Thanks for a great #PollinatorWeek!

Thank you all for a fun week of pollinator enthusiasm and engagement on social media! We’re closing out the week with a fun video by James, another new member of TPI, on the Baltimore checkerspot butterfly!

Miss any of this week’s fun? Check out the links below!

Monday: Bee hotels and Pollinator BINGO! (all week)
Tuesday: Pollinator-related recipes
Wednesday: Pollinator personalities (a quiz!)
Thursday: A look at our gardens, NEW native shrub planting guide
Friday: Planting herbs for pollinators (plus a recipe!)

Save the date for next year’s Pollinator Week plant sale, where you can purchase a pollinator-friendly plant, many of which we have grown from seed!

Let herbs flower in your quarantine garden

As the heat of summer approaches, your quarantine garden will rely on insect pollinators to produce its bounty. Tomatoes. Cucumbers. Heaps of zucchini. This free ecosystem service—pollination—is often taken for granted, but it wouldn’t be possible without the help of insects: bees, butterflies, hover flies, beetles, and wasps.

To support these insect pollinators, you don’t need another garden. Simply let your herbs flower.

Herbs are a group of plants that have at least one organ (leaves, stems roots, flowers) that is tasty or medicinal. Leaves and stems get all the attention, while flowers often get overlooked, clipped away with the dead leaves and added to the compost. Not only are herb flowers almost always edible, but they also offer a veritable feast—nectar and pollen—to pollinators.

herb flowers
We most often eat the leaves and stems of herbs, like chives, thyme, and sage, but pollinators feast on the nectar and pollen from the flowers. PC: Timothy Vollmer, Flickr

Case in point: chive flowers feed sweat bees and carpenter bees after a long winter; the inverted flowering parasols of dill are a favorite of beneficial wasps and hover flies; and you’d be hard-pressed to find a flowering blade of lavender without a bumble bee. Moreover, flowering herbs teach a valuable lesson in pollinator gardening 101. Diversity begets diversity. To support all the pollinators that make your garden productive, plant diverse herbs.

Bumble bees are always attracted to the nectar-laden flowers of oregano. PC: Nick Dorian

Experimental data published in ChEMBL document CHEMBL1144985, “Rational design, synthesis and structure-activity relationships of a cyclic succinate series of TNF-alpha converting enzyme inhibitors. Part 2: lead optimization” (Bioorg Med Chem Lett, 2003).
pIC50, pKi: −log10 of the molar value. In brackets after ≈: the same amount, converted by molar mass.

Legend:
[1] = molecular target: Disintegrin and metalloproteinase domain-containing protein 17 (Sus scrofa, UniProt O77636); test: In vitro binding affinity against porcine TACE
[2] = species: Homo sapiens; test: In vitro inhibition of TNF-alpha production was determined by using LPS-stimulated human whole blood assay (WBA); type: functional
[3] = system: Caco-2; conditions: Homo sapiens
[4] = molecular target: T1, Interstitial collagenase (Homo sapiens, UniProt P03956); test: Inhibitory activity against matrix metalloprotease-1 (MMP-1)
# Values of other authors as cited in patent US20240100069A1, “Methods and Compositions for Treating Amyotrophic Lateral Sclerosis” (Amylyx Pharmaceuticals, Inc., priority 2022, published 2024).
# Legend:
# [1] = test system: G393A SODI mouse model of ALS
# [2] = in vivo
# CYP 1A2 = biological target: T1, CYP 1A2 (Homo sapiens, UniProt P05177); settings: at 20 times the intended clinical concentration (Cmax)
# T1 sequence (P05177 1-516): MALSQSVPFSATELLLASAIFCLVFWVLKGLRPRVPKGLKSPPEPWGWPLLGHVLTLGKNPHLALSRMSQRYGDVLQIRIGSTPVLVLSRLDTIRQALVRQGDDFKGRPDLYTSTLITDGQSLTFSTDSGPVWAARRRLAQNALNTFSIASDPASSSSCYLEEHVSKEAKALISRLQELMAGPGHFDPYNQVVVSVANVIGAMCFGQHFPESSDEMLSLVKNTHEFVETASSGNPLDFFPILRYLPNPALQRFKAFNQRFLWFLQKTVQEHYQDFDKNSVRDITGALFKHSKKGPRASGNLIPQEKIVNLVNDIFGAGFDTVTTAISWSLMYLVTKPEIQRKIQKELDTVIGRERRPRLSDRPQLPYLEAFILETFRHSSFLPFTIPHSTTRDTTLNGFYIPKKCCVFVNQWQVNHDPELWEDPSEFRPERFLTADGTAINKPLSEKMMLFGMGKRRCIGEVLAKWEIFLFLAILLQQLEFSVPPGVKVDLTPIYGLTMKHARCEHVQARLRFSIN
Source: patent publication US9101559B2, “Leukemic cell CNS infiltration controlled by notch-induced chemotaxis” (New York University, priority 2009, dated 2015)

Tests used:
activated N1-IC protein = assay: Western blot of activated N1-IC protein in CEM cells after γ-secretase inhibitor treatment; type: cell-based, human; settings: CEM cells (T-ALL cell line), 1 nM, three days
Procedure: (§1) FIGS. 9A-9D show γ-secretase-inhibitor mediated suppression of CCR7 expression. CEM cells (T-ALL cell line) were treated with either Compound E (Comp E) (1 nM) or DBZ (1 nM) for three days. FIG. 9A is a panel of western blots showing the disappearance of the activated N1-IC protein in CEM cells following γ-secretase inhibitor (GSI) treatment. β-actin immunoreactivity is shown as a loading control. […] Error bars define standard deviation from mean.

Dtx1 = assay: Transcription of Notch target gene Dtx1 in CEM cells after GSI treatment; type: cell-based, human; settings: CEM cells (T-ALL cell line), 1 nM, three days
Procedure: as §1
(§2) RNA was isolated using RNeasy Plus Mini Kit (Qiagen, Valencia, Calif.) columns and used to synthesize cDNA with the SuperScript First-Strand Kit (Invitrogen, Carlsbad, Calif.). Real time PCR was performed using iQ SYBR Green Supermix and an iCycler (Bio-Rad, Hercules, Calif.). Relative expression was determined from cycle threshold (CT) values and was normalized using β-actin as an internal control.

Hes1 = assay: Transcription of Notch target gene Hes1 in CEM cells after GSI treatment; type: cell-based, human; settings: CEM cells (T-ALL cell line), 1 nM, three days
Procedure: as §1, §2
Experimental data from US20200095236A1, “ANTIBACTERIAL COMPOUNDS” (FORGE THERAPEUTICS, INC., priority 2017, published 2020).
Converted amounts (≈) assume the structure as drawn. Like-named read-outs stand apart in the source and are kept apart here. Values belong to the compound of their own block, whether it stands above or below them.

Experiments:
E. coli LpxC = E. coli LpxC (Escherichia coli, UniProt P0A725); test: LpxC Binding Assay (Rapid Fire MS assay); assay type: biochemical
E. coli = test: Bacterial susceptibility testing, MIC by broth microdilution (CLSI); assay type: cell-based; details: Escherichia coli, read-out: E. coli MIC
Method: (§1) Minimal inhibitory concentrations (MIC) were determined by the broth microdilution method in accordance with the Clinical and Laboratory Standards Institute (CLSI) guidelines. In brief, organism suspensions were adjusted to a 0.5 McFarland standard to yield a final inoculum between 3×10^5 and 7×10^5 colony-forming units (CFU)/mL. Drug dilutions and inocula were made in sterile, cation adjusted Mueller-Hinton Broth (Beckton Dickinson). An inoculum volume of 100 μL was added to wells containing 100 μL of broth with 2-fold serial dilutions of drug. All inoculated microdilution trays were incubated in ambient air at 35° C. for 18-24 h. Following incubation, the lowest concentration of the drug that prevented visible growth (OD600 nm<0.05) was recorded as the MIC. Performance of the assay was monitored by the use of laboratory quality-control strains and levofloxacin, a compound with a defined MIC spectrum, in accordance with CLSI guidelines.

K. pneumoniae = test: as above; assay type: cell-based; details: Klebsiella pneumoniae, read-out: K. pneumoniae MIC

It’s not hard to get started. Compared to pollinator-friendly native plants*, herbs are easy to procure. Seedlings are available for purchase at garden centers and many grocery stores in spring and summer.  

Herbs are also conducive to being grown in containers, making pollinator gardening possible anywhere, even on balconies or in window boxes. Herbs are forgiving to grow (sometimes downright invasive, another reason to use a container) and only require regular watering and some direct sun. And best of all? The strong flavor of the leaves that we enjoy in our cooking is despised by rabbits and deer.

Herbs are particularly conducive to container gardening. Here, the gardener has flanked orange tomatoes (center) with herbs. By letting their herbs flower, they will support bees that pollinate tomatoes. PC: greckor, Flickr

When picking out herbs for your garden, my recommendation may seem counter-intuitive: grow what you like to eat. Gardening for pollinators can be more involved, but it doesn’t have to be. All flowering herbs support pollinators. By selecting particular combinations of herbs to grow, however, you can maximize the benefits of your quarantine garden for pollinators. Here are four tips:

  1. Combine herbs that vary in flower shape (e.g., dill, lavender, borage, chamomile).
  2. Combine herbs that vary in fragrance (e.g, cilantro, basil, rosemary, lemon balm).
  3. Combine herbs that vary in size (e.g., thyme, chives, nasturtium, fennel).
  4. Combine herbs that flower in succession, from spring (e.g., chives, sage, rosemary) to early-summer (e.g. thyme, lavender) to late-summer (e.g., basil, oregano).